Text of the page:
temperature for December, January, and February

SSE = (Yi jl ’ Yi j—¦ )2 . (9.24)

from which the annual cycle common to all

i=1 j=1 l=1

six simulations has been removed (see Zwiers

[444] for details of the procedure used). For each

Assuming ¬xed effects and iid N (0, σE ) errors,

2

DJF season we regard the three monthly means

the following can be shown.

obtained for the season as three replicates of the

I

• E(SSA) = n J + (I ’ 1)σE .

2 2

i=1 ai treatment (i.e., sea-surface temperature) and block

(i.e., simulation) combination that corresponds to

• If H0 : a1 = · · · = a I = 0 is true, then that season. Although these replicates are not quite

SSA/σE ∼ χ 2 (I ’ 1).

2

independent of one another, we operate, for now,

as if they were.

J

• E(SSB) = n I + (J ’ 1)σE .

2 2

j=1 b j

• If H0 : b1 = · · · = b J = 0 is true, then 9.4.1 The Model. The model we use to

SSB/σE ∼ χ 2 (J ’ 1). represent this data is a two way model with

2

interaction in which some effects are ¬xed and

I J

• E(SSI) = n 2 + (I ’ 1)(J ’ others are random. The model is given by

j=1 ci j

i=1

2

1)σE . Yi jl = µ + ai + B j + Ci j + Ei jl , (9.25)

• If H0 : c1,1 = · · · = c IJ = 0 is true, then where i = 1979, . . . , 1987 indicates the year of

SSI/σE ∼ χ 2 ((I ’ 1)(J ’ 1)).

2

the December month in each DJF season, j =

1, . . . , 6 indicates the member of the ensemble of

• E(SSE) = IJ (n ’ 1)σE . 2

simulations, l = 1, 2, 3 indicates the ˜replicate™

(i.e., December, January or February).

• SSE/σE ∼ χ 2 (IJ (n ’ 1)).

2

We treat the year effects ai as ¬xed effects

• SSA, SSB, SSI, and SSE are independent. because every simulation was forced with the

same sea-surface temperature and sea-ice record as

Tests for treatment, block, and interaction effects dictated by the AMIP protocol (see Gates [137]).

as well as tests of linear contrasts among A ¬xed mean response to a given sea-surface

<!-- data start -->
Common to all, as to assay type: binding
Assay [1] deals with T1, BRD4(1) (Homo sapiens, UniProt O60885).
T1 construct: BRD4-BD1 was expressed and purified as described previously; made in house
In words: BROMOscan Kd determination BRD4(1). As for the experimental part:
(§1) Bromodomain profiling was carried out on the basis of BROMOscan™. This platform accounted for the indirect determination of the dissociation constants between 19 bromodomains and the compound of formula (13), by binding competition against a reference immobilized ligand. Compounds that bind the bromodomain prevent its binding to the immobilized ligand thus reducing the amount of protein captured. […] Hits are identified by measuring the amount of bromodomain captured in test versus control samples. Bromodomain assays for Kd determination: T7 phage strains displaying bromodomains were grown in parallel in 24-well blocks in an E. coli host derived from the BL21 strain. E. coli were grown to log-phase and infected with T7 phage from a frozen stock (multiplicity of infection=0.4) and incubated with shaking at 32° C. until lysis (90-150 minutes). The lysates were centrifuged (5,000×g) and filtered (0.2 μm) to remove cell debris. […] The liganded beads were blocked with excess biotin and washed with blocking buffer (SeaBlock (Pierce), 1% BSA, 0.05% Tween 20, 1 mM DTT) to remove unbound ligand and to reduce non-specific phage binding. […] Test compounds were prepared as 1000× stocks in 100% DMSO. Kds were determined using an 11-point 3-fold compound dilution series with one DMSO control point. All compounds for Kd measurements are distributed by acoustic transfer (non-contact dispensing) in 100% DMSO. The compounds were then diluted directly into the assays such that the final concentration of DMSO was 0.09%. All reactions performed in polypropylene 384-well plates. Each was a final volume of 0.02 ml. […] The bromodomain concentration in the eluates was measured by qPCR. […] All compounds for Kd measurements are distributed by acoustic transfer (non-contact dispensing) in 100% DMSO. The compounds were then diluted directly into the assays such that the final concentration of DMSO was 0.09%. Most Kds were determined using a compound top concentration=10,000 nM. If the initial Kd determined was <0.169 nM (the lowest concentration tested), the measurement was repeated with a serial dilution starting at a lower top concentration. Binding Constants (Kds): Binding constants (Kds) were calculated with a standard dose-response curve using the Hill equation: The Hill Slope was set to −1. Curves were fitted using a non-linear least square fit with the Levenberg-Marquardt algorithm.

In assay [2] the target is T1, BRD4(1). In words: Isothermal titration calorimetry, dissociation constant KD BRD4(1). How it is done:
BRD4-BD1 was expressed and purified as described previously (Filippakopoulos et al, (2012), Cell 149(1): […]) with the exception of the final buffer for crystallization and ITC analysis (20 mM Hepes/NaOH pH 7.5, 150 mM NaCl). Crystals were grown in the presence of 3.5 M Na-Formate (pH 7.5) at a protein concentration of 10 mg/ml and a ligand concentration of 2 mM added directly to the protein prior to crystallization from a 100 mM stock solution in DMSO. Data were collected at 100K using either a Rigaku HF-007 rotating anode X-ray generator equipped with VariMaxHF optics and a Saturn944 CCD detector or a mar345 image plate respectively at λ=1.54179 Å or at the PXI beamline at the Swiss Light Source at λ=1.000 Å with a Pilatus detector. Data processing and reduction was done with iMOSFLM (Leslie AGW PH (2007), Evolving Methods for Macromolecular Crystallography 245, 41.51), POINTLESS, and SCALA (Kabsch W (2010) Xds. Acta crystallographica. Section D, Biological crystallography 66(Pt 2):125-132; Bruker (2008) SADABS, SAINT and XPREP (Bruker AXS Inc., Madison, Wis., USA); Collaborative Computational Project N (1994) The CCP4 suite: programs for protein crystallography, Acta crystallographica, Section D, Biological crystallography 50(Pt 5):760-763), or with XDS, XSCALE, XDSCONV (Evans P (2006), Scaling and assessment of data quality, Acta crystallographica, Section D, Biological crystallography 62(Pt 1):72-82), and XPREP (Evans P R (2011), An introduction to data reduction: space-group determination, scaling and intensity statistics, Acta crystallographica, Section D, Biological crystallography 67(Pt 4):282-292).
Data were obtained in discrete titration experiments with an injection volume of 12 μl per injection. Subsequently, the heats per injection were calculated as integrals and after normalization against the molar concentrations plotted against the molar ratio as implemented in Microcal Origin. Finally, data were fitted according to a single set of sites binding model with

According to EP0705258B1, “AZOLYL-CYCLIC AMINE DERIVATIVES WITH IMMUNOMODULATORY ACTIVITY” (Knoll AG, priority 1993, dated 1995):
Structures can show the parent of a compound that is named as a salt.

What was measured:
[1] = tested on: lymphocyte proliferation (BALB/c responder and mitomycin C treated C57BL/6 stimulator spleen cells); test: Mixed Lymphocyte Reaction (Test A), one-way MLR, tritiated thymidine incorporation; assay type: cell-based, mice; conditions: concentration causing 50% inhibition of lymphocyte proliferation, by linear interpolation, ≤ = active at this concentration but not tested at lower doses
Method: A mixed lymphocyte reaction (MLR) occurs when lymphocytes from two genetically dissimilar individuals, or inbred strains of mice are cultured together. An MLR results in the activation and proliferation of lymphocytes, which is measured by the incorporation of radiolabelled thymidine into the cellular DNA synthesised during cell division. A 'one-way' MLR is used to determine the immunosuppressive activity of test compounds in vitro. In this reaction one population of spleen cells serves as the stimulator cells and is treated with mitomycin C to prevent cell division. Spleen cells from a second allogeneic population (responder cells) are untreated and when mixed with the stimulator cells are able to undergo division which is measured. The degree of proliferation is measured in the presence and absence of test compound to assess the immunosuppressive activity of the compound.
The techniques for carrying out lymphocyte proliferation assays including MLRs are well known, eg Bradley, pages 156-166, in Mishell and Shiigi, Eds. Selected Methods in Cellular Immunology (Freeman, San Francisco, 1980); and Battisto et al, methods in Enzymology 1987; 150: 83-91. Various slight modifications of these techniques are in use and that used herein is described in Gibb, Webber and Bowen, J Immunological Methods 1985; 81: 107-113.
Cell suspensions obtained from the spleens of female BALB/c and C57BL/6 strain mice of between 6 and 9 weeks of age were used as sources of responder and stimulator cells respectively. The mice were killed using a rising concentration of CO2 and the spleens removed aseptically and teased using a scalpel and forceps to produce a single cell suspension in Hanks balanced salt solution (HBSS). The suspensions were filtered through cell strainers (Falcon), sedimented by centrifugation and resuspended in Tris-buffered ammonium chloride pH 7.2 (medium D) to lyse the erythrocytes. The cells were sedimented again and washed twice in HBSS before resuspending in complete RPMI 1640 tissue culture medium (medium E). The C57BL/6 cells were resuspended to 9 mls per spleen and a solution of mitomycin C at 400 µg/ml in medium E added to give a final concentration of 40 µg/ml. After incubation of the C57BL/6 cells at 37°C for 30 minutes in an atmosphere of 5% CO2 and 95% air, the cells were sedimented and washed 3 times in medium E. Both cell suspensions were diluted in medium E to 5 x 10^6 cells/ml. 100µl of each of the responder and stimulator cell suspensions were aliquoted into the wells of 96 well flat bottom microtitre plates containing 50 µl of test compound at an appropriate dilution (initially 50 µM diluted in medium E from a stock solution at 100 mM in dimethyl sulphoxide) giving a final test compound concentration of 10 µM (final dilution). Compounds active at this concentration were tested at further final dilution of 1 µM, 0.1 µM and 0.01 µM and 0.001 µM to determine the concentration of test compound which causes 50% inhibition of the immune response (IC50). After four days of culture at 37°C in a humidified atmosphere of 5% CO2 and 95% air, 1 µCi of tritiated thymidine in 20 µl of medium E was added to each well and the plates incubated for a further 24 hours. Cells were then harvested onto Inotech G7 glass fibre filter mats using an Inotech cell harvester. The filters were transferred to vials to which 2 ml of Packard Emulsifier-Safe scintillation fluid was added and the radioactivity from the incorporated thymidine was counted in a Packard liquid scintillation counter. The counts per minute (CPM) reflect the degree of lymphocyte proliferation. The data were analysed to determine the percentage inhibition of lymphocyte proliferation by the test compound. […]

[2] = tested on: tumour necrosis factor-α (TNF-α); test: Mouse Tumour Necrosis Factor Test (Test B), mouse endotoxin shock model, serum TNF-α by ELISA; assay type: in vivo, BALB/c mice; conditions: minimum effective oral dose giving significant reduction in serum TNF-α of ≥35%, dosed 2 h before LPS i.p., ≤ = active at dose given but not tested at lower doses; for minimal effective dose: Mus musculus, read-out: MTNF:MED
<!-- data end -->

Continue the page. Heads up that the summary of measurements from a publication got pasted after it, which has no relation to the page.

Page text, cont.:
treatments, blocks, and interactions follow in the temperature and sea-ice regime is anticipated

usual way. in each simulation. This is not to say that

As in [9.3.2], the power of the test for treatment each simulation is identical, since low-frequency

effects can be enhanced if the block and/or variations from internal sources ensures that the

interaction sums of squares can be pooled with simulations are different. However, the ¬xed

the sum of squared errors. For example, if the sea-surface temperature and sea-ice signal are

null hypothesis that there is no block/treatment assumed to induce the same amount of interannual

interaction is accepted, then an improved estimator variability in each simulation.

9.4: Two Way ANOVA with Mixed Effects 185

There are certainly problems with this last

The block effects B j are treated as random ef-

assumption that should make us cautious about the

fects and assumed to be independently distributed

N (b j , σB ) where the ¬xed parts of the block

2 subsequent inferences we make. For example, our

assumptions imply that the amount of variability

effects, b j , are constrained to sum to zero. That

is, we represent the block effect as B j = b j + B— at high frequencies is not affected by either

j

— s are iid N (0, σ 2 ). The idea is that the the imposed sea-surface temperature and sea-

where the B j B

ice regime or by the state of slowly varying

¬xed part of the block effect represents variation in

internal processes. Also note that we were careful